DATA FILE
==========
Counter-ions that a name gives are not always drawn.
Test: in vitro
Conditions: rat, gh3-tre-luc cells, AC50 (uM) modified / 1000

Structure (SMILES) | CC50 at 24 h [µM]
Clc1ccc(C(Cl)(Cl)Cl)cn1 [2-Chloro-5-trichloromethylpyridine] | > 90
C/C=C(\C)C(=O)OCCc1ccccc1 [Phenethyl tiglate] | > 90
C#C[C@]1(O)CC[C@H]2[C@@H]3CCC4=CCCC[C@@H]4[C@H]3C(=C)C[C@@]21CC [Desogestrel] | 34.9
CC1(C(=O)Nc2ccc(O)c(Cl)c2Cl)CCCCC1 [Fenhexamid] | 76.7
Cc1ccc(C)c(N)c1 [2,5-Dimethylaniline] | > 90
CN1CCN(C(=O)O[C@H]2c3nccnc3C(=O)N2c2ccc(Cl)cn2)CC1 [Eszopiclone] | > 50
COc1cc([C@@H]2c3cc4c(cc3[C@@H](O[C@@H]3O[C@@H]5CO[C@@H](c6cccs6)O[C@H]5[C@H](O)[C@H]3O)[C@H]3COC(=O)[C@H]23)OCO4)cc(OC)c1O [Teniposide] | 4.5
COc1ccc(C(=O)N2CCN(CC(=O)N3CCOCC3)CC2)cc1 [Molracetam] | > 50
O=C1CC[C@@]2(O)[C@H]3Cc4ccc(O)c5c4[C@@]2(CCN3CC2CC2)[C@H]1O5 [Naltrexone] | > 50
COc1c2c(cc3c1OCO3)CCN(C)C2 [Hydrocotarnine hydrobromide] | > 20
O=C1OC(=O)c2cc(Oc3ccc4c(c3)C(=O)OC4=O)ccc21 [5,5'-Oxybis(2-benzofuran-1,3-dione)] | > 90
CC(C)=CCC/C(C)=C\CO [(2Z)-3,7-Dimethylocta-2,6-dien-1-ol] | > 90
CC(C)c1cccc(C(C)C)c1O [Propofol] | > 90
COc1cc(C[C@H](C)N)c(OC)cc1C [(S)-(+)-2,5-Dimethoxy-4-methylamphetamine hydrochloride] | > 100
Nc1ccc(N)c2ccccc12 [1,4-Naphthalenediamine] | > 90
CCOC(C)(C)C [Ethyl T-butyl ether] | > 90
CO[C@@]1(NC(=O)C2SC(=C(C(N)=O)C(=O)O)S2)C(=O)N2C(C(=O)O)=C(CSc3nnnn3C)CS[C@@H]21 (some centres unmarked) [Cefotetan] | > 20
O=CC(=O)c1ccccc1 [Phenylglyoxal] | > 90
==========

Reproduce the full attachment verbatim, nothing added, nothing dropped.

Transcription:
Counter-ions that a name gives are not always drawn.
Test: in vitro
Conditions: rat, gh3-tre-luc cells, AC50 (uM) modified / 1000

Structure (SMILES) | CC50 at 24 h [µM]
Clc1ccc(C(Cl)(Cl)Cl)cn1 [2-Chloro-5-trichloromethylpyridine] | > 90
C/C=C(\C)C(=O)OCCc1ccccc1 [Phenethyl tiglate] | > 90
C#C[C@]1(O)CC[C@H]2[C@@H]3CCC4=CCCC[C@@H]4[C@H]3C(=C)C[C@@]21CC [Desogestrel] | 34.9
CC1(C(=O)Nc2ccc(O)c(Cl)c2Cl)CCCCC1 [Fenhexamid] | 76.7
Cc1ccc(C)c(N)c1 [2,5-Dimethylaniline] | > 90
CN1CCN(C(=O)O[C@H]2c3nccnc3C(=O)N2c2ccc(Cl)cn2)CC1 [Eszopiclone] | > 50
COc1cc([C@@H]2c3cc4c(cc3[C@@H](O[C@@H]3O[C@@H]5CO[C@@H](c6cccs6)O[C@H]5[C@H](O)[C@H]3O)[C@H]3COC(=O)[C@H]23)OCO4)cc(OC)c1O [Teniposide] | 4.5
COc1ccc(C(=O)N2CCN(CC(=O)N3CCOCC3)CC2)cc1 [Molracetam] | > 50
O=C1CC[C@@]2(O)[C@H]3Cc4ccc(O)c5c4[C@@]2(CCN3CC2CC2)[C@H]1O5 [Naltrexone] | > 50
COc1c2c(cc3c1OCO3)CCN(C)C2 [Hydrocotarnine hydrobromide] | > 20
O=C1OC(=O)c2cc(Oc3ccc4c(c3)C(=O)OC4=O)ccc21 [5,5'-Oxybis(2-benzofuran-1,3-dione)] | > 90
CC(C)=CCC/C(C)=C\CO [(2Z)-3,7-Dimethylocta-2,6-dien-1-ol] | > 90
CC(C)c1cccc(C(C)C)c1O [Propofol] | > 90
COc1cc(C[C@H](C)N)c(OC)cc1C [(S)-(+)-2,5-Dimethoxy-4-methylamphetamine hydrochloride] | > 100
Nc1ccc(N)c2ccccc12 [1,4-Naphthalenediamine] | > 90
CCOC(C)(C)C [Ethyl T-butyl ether] | > 90
CO[C@@]1(NC(=O)C2SC(=C(C(N)=O)C(=O)O)S2)C(=O)N2C(C(=O)O)=C(CSc3nnnn3C)CS[C@@H]21 (some centres unmarked) [Cefotetan] | > 20
O=CC(=O)c1ccccc1 [Phenylglyoxal] | > 90